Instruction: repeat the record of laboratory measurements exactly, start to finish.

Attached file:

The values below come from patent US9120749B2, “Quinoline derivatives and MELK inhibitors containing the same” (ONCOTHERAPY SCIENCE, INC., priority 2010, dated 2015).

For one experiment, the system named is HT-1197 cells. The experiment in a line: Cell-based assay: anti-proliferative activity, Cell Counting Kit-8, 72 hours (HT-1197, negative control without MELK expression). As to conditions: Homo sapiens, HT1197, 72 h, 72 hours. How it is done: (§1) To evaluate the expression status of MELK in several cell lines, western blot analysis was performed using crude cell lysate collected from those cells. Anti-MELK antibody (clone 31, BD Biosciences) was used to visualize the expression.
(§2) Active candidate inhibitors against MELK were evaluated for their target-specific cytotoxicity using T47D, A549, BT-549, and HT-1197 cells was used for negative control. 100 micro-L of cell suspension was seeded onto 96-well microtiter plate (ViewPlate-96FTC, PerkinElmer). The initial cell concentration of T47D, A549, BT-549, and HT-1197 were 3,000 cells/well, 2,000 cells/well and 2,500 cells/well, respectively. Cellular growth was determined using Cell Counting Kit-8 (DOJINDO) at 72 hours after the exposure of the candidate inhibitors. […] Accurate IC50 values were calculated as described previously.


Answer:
The values below come from patent US9120749B2, “Quinoline derivatives and MELK inhibitors containing the same” (ONCOTHERAPY SCIENCE, INC., priority 2010, dated 2015).

For one experiment, the system named is HT-1197 cells. The experiment in a line: Cell-based assay: anti-proliferative activity, Cell Counting Kit-8, 72 hours (HT-1197, negative control without MELK expression). As to conditions: Homo sapiens, HT1197, 72 h, 72 hours. How it is done: (§1) To evaluate the expression status of MELK in several cell lines, western blot analysis was performed using crude cell lysate collected from those cells. Anti-MELK antibody (clone 31, BD Biosciences) was used to visualize the expression.
(§2) Active candidate inhibitors against MELK were evaluated for their target-specific cytotoxicity using T47D, A549, BT-549, and HT-1197 cells was used for negative control. 100 micro-L of cell suspension was seeded onto 96-well microtiter plate (ViewPlate-96FTC, PerkinElmer). The initial cell concentration of T47D, A549, BT-549, and HT-1197 were 3,000 cells/well, 2,000 cells/well and 2,500 cells/well, respectively. Cellular growth was determined using Cell Counting Kit-8 (DOJINDO) at 72 hours after the exposure of the candidate inhibitors. […] Accurate IC50 values were calculated as described previously.